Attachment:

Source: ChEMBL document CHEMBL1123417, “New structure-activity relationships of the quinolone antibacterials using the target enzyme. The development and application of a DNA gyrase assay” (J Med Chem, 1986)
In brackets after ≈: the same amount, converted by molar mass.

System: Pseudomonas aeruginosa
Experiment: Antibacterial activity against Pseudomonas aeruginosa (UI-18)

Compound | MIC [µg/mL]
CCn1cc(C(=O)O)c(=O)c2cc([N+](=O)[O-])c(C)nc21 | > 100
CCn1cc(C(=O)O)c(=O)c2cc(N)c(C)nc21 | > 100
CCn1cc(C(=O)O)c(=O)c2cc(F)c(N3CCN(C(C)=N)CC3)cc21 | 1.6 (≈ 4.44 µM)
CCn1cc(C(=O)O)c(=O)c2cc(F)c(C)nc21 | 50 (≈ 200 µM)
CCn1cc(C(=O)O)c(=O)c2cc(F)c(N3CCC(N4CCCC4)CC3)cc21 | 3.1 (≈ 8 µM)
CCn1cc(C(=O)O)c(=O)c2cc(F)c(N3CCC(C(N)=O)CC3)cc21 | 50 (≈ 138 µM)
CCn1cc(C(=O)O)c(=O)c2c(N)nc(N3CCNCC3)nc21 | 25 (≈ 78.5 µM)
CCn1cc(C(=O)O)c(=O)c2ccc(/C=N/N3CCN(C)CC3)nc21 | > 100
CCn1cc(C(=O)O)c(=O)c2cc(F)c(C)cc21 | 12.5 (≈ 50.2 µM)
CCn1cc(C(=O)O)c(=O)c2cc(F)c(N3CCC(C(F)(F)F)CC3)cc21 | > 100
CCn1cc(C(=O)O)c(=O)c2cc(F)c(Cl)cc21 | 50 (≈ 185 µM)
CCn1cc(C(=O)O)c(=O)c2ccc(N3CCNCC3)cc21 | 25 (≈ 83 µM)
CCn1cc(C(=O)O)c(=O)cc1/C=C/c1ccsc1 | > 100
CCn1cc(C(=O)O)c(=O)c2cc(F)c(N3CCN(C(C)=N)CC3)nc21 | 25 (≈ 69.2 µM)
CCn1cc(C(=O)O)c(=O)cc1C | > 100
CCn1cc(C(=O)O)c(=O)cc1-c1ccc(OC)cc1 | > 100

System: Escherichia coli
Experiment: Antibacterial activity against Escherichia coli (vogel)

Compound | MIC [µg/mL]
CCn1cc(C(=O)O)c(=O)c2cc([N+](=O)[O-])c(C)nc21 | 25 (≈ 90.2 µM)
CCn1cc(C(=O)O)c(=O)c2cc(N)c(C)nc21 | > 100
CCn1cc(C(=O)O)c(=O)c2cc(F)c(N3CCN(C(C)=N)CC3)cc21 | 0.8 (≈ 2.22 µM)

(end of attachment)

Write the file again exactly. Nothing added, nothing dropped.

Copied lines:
Source: ChEMBL document CHEMBL1123417, “New structure-activity relationships of the quinolone antibacterials using the target enzyme. The development and application of a DNA gyrase assay” (J Med Chem, 1986)
In brackets after ≈: the same amount, converted by molar mass.

System: Pseudomonas aeruginosa
Experiment: Antibacterial activity against Pseudomonas aeruginosa (UI-18)

Compound | MIC [µg/mL]
CCn1cc(C(=O)O)c(=O)c2cc([N+](=O)[O-])c(C)nc21 | > 100
CCn1cc(C(=O)O)c(=O)c2cc(N)c(C)nc21 | > 100
CCn1cc(C(=O)O)c(=O)c2cc(F)c(N3CCN(C(C)=N)CC3)cc21 | 1.6 (≈ 4.44 µM)
CCn1cc(C(=O)O)c(=O)c2cc(F)c(C)nc21 | 50 (≈ 200 µM)
CCn1cc(C(=O)O)c(=O)c2cc(F)c(N3CCC(N4CCCC4)CC3)cc21 | 3.1 (≈ 8 µM)
CCn1cc(C(=O)O)c(=O)c2cc(F)c(N3CCC(C(N)=O)CC3)cc21 | 50 (≈ 138 µM)
CCn1cc(C(=O)O)c(=O)c2c(N)nc(N3CCNCC3)nc21 | 25 (≈ 78.5 µM)
CCn1cc(C(=O)O)c(=O)c2ccc(/C=N/N3CCN(C)CC3)nc21 | > 100
CCn1cc(C(=O)O)c(=O)c2cc(F)c(C)cc21 | 12.5 (≈ 50.2 µM)
CCn1cc(C(=O)O)c(=O)c2cc(F)c(N3CCC(C(F)(F)F)CC3)cc21 | > 100
CCn1cc(C(=O)O)c(=O)c2cc(F)c(Cl)cc21 | 50 (≈ 185 µM)
CCn1cc(C(=O)O)c(=O)c2ccc(N3CCNCC3)cc21 | 25 (≈ 83 µM)
CCn1cc(C(=O)O)c(=O)cc1/C=C/c1ccsc1 | > 100
CCn1cc(C(=O)O)c(=O)c2cc(F)c(N3CCN(C(C)=N)CC3)nc21 | 25 (≈ 69.2 µM)
CCn1cc(C(=O)O)c(=O)cc1C | > 100
CCn1cc(C(=O)O)c(=O)cc1-c1ccc(OC)cc1 | > 100

System: Escherichia coli
Experiment: Antibacterial activity against Escherichia coli (vogel)

Compound | MIC [µg/mL]
CCn1cc(C(=O)O)c(=O)c2cc([N+](=O)[O-])c(C)nc21 | 25 (≈ 90.2 µM)
CCn1cc(C(=O)O)c(=O)c2cc(N)c(C)nc21 | > 100
CCn1cc(C(=O)O)c(=O)c2cc(F)c(N3CCN(C(C)=N)CC3)cc21 | 0.8 (≈ 2.22 µM)